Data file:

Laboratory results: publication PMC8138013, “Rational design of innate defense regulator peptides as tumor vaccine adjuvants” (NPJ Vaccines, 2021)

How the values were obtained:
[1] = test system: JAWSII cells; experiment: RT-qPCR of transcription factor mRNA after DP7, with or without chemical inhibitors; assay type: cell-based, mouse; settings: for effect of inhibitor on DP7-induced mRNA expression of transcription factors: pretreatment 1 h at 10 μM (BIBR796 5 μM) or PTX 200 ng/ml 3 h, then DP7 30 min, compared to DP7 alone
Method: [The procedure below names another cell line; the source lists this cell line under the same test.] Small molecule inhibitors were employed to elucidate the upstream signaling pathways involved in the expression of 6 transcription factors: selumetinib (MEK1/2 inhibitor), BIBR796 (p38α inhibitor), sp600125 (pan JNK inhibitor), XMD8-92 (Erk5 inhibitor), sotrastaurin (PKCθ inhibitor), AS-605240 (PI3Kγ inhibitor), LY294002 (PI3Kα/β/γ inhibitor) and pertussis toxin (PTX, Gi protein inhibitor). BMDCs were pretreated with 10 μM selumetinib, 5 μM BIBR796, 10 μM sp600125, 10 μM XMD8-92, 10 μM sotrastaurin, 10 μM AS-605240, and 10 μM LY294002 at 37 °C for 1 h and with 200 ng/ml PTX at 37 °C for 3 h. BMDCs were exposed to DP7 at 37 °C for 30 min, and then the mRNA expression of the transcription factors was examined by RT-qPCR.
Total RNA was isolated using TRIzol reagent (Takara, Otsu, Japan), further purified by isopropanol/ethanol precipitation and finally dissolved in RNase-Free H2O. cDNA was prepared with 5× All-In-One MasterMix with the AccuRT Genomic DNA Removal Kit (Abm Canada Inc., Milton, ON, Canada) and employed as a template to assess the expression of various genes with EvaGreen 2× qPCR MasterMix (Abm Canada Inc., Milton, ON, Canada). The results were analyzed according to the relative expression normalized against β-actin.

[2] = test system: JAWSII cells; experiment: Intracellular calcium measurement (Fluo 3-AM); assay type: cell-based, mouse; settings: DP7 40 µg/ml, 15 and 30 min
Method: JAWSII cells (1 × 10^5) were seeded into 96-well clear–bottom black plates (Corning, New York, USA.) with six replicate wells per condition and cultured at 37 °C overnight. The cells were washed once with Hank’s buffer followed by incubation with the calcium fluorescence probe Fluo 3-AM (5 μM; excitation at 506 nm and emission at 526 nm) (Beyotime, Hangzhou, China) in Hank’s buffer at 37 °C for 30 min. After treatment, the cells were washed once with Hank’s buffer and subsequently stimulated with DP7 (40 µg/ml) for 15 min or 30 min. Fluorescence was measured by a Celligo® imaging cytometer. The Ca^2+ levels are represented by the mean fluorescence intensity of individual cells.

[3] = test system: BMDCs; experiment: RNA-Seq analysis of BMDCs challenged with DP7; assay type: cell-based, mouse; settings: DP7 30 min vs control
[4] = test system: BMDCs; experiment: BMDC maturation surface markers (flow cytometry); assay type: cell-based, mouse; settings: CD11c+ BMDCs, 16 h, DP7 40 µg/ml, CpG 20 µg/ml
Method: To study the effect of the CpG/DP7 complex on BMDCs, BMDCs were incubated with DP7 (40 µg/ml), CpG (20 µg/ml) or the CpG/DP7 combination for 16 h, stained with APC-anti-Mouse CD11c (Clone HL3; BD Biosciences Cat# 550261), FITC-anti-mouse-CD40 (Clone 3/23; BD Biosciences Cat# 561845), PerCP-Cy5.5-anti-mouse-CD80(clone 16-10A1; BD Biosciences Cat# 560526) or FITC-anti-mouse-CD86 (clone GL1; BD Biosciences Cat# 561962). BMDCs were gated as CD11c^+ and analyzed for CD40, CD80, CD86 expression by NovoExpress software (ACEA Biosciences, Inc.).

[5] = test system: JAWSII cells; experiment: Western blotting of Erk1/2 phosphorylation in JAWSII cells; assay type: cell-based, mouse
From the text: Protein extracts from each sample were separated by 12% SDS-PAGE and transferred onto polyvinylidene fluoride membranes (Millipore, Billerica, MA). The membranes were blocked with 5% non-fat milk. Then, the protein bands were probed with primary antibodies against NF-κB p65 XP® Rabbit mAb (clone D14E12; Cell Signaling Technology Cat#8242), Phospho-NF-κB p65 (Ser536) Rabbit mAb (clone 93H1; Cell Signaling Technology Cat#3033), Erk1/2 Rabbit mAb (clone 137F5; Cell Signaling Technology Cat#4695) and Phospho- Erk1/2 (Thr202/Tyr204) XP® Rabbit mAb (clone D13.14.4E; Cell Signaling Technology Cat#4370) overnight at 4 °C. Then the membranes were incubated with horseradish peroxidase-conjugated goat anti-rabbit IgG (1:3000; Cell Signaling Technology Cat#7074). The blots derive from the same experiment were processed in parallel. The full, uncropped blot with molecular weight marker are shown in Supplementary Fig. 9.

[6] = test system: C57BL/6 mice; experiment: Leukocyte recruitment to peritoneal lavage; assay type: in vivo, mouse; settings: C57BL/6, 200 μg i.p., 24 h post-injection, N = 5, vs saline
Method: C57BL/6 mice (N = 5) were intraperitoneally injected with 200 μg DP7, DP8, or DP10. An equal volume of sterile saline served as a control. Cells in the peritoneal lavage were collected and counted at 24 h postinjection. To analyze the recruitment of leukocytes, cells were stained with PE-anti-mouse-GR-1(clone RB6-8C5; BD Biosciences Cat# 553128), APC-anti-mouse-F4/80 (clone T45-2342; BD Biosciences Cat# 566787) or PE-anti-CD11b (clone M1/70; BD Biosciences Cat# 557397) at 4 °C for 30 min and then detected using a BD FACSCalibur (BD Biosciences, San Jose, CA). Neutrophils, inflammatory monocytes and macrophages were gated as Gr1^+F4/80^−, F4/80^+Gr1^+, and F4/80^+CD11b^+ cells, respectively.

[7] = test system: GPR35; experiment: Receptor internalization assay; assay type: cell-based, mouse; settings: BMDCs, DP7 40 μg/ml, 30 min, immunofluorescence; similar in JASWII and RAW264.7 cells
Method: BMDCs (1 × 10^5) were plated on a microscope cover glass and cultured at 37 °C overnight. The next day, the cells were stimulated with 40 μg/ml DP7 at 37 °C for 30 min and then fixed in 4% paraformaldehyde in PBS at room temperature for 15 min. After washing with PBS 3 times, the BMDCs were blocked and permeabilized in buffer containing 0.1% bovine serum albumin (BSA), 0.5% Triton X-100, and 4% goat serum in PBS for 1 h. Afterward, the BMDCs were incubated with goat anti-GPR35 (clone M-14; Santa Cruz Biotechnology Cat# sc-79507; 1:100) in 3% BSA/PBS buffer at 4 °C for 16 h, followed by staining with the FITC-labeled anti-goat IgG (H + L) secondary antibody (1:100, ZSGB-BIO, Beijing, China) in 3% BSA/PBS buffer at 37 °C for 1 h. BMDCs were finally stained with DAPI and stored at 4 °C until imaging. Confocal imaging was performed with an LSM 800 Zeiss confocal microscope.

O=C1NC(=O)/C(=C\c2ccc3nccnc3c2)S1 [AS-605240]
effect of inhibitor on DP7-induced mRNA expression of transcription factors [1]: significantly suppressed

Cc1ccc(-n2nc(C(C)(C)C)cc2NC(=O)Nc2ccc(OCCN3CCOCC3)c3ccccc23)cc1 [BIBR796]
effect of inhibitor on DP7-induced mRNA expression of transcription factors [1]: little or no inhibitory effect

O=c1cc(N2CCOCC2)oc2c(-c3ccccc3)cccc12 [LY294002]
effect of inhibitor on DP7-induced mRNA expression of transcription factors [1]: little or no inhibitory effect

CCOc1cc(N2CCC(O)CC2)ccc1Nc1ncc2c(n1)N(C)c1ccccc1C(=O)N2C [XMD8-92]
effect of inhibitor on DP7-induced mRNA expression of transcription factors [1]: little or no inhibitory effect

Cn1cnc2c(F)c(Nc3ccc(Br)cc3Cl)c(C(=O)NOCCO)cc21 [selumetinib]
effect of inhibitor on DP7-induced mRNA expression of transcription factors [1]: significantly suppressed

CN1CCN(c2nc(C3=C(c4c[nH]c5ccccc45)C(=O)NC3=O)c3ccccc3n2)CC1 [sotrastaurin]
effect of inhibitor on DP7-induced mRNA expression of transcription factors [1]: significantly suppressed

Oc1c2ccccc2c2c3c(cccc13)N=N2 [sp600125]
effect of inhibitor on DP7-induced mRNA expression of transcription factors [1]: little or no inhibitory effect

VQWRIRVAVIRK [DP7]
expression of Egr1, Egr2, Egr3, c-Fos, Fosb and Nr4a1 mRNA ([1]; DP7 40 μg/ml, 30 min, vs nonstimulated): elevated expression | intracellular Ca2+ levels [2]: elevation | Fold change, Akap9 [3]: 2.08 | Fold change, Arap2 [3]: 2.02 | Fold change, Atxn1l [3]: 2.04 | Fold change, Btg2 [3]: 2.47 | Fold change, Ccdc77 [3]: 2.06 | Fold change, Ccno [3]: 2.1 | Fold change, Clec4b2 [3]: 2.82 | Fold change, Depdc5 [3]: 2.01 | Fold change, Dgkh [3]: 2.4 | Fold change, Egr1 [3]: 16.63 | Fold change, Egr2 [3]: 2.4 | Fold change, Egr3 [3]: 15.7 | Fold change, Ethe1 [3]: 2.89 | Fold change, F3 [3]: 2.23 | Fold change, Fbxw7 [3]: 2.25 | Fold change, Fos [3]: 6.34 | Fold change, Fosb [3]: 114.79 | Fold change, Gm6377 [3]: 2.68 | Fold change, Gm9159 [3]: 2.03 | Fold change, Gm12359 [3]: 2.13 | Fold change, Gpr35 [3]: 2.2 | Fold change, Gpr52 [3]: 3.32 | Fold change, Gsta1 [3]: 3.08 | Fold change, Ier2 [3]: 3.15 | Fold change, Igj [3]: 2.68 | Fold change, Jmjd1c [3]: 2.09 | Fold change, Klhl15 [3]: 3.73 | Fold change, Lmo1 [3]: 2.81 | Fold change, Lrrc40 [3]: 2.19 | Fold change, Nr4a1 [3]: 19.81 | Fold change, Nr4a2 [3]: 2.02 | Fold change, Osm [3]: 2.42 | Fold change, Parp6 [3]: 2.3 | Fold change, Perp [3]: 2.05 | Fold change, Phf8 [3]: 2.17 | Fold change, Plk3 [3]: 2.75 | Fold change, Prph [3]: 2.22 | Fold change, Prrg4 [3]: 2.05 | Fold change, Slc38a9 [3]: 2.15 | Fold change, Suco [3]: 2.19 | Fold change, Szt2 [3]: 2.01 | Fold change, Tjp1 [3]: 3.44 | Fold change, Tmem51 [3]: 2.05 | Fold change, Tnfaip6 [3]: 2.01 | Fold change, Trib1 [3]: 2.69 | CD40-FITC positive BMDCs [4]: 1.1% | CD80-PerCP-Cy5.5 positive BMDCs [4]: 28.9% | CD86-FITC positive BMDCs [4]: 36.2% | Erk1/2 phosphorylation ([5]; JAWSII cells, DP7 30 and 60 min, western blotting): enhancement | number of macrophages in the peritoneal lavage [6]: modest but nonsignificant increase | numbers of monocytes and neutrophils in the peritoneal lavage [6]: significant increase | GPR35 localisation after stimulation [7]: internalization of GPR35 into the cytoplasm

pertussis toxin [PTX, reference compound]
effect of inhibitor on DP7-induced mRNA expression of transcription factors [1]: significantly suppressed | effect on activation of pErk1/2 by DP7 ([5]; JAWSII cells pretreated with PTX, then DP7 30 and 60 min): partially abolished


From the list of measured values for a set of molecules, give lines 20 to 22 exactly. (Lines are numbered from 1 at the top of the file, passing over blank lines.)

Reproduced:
effect of inhibitor on DP7-induced mRNA expression of transcription factors [1]: little or no inhibitory effect

O=c1cc(N2CCOCC2)oc2c(-c3ccccc3)cccc12 [LY294002]
effect of inhibitor on DP7-induced mRNA expression of transcription factors [1]: little or no inhibitory effect